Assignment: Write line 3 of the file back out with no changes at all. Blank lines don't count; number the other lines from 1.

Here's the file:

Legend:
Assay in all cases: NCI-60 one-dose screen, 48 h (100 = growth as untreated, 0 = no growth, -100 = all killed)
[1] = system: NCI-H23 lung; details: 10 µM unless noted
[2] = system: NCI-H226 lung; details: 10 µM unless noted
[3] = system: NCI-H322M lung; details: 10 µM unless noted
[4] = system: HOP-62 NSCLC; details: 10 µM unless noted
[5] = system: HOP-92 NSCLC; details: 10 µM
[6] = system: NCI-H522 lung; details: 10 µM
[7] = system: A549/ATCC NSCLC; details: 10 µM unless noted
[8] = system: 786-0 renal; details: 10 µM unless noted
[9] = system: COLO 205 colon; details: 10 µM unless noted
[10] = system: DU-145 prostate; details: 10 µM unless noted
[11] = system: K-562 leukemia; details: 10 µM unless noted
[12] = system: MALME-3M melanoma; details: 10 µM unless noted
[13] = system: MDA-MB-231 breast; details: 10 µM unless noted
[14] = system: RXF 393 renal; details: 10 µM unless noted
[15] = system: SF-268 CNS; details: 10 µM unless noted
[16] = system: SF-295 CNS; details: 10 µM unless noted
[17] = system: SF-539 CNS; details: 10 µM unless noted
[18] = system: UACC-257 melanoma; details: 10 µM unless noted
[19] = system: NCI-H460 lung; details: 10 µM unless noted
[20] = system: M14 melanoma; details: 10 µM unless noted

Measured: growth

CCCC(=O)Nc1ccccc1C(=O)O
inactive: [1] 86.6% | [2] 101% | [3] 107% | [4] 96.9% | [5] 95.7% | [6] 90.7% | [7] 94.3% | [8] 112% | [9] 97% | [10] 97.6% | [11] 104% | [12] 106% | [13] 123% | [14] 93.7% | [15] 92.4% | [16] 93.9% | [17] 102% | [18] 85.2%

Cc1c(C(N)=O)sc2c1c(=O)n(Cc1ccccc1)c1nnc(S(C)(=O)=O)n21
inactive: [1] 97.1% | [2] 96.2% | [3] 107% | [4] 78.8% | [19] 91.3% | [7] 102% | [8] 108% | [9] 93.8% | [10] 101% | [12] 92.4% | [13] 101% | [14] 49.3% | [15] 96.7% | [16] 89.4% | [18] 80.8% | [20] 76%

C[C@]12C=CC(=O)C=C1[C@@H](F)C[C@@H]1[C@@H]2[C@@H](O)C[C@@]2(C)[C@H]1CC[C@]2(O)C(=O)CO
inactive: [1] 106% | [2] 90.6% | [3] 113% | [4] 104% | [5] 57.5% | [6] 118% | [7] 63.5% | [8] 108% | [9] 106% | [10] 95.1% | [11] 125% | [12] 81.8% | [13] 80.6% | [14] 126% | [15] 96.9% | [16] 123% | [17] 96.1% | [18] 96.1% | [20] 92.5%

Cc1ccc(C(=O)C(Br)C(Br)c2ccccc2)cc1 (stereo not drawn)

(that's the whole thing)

[1] = system: NCI-H23 lung; details: 10 µM unless noted